When Union Thuggery is OK

By Rich Lowry, December 12, 2012, POLITICO

It was an ugly spectacle in Lansing the other day. A Republican lawmaker predicted blood on the streets. Profanity-spewing Chamber of Commerce goons went after union demonstrators. Anarcho-capitalists tried to push their way into a state building protected by the police. The events chagrined editorialists around the country and Sunday show producers scrambled to book the most excruciatingly thoughtful guests they could find to hold forth at length about the importance of civility in politics. Of course, none of these things actually happened. The inflammatory rhetoric and small-time thuggery in Michigan were all the work of the left in response to a new right-to-work law and will surely pass all but unnoticed by the people who consider it their calling to tsk-tsk about “the tone” of political debate. (read article)

Political hardball or union extremism?

Editorial, December 12, 2012, UT San Diego

Wisconsin and Michigan are two iconic states for the American left – the former for its long history of progressive politics, the latter for being ground zero for the trade unionism that helped create a blue-collar middle class after World War II. But though these states continue to reliably vote for Democrats in presidential elections, their residents aren’t nearly as high on the Democrats in local and state office. As a result, in 2010, both elected Republican governors. In 2011, Wisconsin Gov. Scott Walker won approval of legislation scaling back public employee unions’ collective-bargaining powers. On Tuesday, Michigan Gov. Rick Snyder signed state right-to-work legislation that says employees who decline to join the union representing them can’t be forced to pay union dues, which will sap union power by reducing union war chests. Snyder acted after public employee unions fought bitterly against desperate attempts to keep Detroit and many other troubled local governments from sliding toward bankruptcy. (read article)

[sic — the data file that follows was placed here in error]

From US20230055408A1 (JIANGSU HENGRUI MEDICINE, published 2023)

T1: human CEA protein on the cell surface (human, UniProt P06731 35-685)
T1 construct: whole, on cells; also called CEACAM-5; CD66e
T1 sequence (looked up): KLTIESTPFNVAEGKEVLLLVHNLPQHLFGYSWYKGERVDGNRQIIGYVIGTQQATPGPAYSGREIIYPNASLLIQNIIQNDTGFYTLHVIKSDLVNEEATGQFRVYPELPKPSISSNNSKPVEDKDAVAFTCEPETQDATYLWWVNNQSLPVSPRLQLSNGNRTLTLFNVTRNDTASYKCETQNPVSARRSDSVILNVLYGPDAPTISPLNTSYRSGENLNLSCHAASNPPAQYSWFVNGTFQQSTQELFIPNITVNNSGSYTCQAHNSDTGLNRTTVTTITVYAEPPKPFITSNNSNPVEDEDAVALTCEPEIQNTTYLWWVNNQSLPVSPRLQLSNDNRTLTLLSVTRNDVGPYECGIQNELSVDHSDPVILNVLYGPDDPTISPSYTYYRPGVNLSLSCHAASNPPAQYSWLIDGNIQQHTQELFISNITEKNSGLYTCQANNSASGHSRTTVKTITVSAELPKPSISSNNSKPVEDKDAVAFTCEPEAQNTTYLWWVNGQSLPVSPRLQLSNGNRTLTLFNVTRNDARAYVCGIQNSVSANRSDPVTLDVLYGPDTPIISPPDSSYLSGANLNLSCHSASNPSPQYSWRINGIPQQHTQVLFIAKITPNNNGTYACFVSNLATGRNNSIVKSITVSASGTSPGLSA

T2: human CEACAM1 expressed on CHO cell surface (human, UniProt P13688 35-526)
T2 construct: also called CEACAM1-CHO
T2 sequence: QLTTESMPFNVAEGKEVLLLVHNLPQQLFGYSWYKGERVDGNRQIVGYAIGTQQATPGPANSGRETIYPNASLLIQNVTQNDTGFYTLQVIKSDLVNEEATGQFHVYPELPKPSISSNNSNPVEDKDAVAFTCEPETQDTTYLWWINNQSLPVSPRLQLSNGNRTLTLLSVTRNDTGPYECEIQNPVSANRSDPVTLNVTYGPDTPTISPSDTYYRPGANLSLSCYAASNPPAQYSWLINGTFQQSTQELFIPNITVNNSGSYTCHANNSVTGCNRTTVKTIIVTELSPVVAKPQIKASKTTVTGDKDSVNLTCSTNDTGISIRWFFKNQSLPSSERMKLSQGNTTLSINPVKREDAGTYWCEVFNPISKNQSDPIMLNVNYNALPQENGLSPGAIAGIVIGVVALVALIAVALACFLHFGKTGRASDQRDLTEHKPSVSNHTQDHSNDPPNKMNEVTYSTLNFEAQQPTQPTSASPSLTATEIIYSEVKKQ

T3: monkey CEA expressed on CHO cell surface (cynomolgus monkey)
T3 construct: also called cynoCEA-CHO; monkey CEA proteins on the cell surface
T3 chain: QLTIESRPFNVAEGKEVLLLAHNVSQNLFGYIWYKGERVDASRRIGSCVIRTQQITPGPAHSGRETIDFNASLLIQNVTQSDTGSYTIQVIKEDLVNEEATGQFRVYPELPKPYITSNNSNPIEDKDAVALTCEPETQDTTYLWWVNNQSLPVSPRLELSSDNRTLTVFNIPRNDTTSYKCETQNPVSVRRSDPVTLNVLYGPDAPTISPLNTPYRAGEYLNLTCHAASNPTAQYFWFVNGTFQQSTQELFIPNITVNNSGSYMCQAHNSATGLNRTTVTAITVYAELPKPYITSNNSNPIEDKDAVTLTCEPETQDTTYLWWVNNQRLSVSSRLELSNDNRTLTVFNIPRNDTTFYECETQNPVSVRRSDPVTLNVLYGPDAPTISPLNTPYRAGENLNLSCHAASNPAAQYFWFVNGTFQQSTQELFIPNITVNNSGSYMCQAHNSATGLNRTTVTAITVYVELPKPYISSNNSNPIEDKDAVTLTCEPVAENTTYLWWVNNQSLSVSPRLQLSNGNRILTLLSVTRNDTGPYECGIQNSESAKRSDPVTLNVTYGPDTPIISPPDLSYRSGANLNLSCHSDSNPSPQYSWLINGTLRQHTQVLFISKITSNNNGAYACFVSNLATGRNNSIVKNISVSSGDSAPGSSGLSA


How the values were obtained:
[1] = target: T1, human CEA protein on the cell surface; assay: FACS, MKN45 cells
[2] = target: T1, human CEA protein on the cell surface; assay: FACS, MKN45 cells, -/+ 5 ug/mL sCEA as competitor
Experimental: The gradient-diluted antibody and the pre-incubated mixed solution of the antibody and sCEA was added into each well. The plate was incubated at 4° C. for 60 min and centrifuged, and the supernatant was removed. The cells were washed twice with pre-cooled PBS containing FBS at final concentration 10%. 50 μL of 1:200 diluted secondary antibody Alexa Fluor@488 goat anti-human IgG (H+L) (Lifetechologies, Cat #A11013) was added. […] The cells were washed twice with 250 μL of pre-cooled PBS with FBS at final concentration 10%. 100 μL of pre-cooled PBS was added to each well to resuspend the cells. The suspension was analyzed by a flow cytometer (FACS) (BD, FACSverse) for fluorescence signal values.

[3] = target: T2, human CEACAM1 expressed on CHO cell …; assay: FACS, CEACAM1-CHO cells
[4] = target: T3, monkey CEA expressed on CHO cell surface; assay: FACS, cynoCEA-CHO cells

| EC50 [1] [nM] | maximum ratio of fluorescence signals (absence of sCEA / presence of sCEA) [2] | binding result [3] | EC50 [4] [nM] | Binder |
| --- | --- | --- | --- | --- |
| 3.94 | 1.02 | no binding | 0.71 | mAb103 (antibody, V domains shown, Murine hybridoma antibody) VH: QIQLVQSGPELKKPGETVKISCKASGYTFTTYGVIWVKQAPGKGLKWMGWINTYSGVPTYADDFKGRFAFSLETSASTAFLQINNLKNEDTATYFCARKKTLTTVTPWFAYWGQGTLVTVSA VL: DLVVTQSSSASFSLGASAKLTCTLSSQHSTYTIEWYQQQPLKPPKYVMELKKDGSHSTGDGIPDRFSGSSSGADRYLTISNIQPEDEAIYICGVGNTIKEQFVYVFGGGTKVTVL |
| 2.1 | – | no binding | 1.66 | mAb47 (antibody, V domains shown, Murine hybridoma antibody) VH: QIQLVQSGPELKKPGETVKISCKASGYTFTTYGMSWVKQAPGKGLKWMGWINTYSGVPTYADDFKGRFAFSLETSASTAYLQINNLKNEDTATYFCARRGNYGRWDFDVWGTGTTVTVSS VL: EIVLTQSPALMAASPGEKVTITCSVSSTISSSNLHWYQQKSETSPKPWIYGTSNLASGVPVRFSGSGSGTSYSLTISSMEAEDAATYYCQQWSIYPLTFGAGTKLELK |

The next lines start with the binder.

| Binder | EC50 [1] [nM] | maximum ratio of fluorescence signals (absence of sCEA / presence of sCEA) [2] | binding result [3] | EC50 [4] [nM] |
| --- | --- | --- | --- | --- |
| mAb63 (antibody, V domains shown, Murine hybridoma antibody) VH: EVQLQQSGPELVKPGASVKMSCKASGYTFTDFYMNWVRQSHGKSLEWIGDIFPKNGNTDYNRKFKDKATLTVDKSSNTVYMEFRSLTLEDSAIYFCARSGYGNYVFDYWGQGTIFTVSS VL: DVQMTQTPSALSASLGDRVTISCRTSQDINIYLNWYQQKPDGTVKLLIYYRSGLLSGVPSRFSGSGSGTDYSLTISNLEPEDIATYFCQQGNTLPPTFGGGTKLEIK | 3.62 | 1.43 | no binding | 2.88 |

Who Are the Freeloaders?

By Mike Antonucci, December 12, 2012, Education Intelligence Agency

Yesterday Michigan became the 24th right-to-work state, although to hear the uproar you would think something unprecedented was going on. There are more than enough commentators to debate the effects on Michigan’s economy and politics, but not too many ready to discuss what it will mean for Michigan unions internally. First, let’s not overestimate the effect, particularly when it comes to teachers’ unions. Alabama, Florida, Nevada and Idaho all have effective unions despite right-to-work laws. The biggest direct change is the inability to collect dues or agency fees from those in the bargaining unit who don’t want to pay. (read article)

Unions Begin Long War After Stunning Blow in Michigan

By Shikha Dalmia, December 12, 2012, Bloomberg

It seemed to happen in a flash. A cradle of the U.S. labor movement became the 24th state to adopt right-to-work laws, when Republican Governor Rick Snyder of Michigan signed legislation on Tuesday banning mandatory union dues. The unions barely had time to muster one big protest in the state capital after the Republican-controlled Legislature approved the bills last week. Today they are preparing for a long war to recover from this huge blow to their power. Labor has two options now that its ability to extract mandatory dues from workers as a condition for employment is gone. It can fight the law or try to persuade workers to voluntarily pay up. Union bosses aren’t accustomed to the second approach, so until the next elections in 2014 they can be expected to try everything to overturn the law and to stop the right-to-work fever from spreading to neighboring states. (read article)